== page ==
10 things not to say to your infertile friend:

9 years ago
This article was written by a member of the SheKnows Community. It has not been edited, vetted or reviewed by our editorial staff, and any opinions expressed herein are the writer’s own.

1. “Take a vacation.”

If I was going to get pregnant from taking a vacation, I think I’d
have quite a large family by now. I live in France, we have FIVE WEEKS
of vacation a year. And let me tell you, we have had some quite
pleasurable attempts at baby-making on many, many of said vacations.

2. “Relax, just stop thinking about it.”

Does a doctor tell a patient with a hernia or heart problems or
cancer to stop thinking about it? I think not. Infertility is no
different from any other medical conditions, there is usually a medical
explanation.

3. “Why don’t you just adopt?”

‘Just’ adopting doesn’t exist. Adoption is a long and difficult
process. There are many reasons why infertile couples don’t ‘just’
adopt. In our own experience, we did actually begin adoption
proceedings, but after hearing the truth about how difficult it is here
in France, decided that at this time adopting isn’t for us.

‘Just’ adopting in France takes from five to seven years, and less
than five percent of the couples that begin the adoption process
actually have a child in the end. Oh, and in case you think we ere just
being too picky, let me clarify that in our initial paperwork we did
not ask for a newborn and we are completely open to foreign adoption.
We agreed to accept several children from the same family and that the
oldest could be up to nine years old.

Adoption is also very expensive, and with an under five percent
success rate, we decided that our chances of having a child before I am
forty were better with IVF.

When people ask me why I don’t ‘just’ adopt, I’m often tempted these days to ask them why they don’t.

4. “I knew a couple who had given up trying to have a baby and just after filing for adoption, the woman got pregnant!”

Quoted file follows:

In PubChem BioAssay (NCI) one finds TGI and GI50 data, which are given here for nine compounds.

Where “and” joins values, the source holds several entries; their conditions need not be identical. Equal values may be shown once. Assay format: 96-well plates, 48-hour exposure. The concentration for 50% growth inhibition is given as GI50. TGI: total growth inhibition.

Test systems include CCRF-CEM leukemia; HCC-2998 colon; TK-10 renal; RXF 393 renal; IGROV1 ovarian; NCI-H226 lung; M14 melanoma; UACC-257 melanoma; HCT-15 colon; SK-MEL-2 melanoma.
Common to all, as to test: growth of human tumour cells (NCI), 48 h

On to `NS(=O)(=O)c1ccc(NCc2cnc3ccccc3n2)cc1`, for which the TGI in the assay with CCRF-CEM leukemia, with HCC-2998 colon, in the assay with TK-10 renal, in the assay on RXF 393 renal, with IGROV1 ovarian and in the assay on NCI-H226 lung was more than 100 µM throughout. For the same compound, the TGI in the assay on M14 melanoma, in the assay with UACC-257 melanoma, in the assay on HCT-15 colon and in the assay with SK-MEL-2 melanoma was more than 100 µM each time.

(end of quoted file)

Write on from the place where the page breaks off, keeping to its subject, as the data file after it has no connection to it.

It seems like every ignorant non-infertile knows this couple, who
magically got pregnant after filling out adoption paperwork. I would
like to know, is there a special formula? Should I pay the filing fee
as well and look through the catalogs of children waiting for homes?
Will that help me trick my body more effectively? Maybe I can spin
around in circles while standing on my head and do a rain dance as well.

5. “You’re still young honey, you have time.”

Infertility knows no age.

At twenty nine, I went off the pill, my gynecologist told me after a
year of trying to conceive that we had time. After the second year I
was pregnant, then had a miscarriage, which he took as proof that
‘everything as working’ and told me we had time. At thirty one, two
years after the miscarriage and four years after going off the pill he
finally let me be tested.

I’ll never forget the day he sat me down in his office and explained
to me that I had high FSH and what that meant. ‘Diminished ovarian
reserve’ – he told us that I was very lucky to have been pregnant once
and that we had no time to lose. This was the first time someone
compared my ovaries to a woman over forty. I felt shocked, betrayed.
Everyone had said we were ’so young’. We were young, my ovaries were not.

During this last IVF cycle, we learned that my right ovary is going into menopause. I’m thirty three.

6. “Just don’t be another Octomom!”

I have received this comment more times than I care to admit since ‘coming out’ about the fact that we are going the IVF route.

It makes me cringe every time.

The classic Octomom comment is not only ignorant and inappropriate,
it shuts down all communication between myself and the person who makes
it. I don’t see how I could open up all the difficulty and depth that
comes with doing IVF to someone who is willing to make such an inane
comparison before understanding what we are going through. Comparing a
regular person who seeks IVF to Nadya Suleman is like comparing someone
who is having marital problems to the girl sleeping with her
step-father that you saw on the Jerry Springer Show.

7. “Why don’t you just do IVF?”

Many infertiles do not go the IVF route, for various reasons. Again
‘just’ doing IVF is like ‘just’ adopting. It doesn’t exist. IVF is a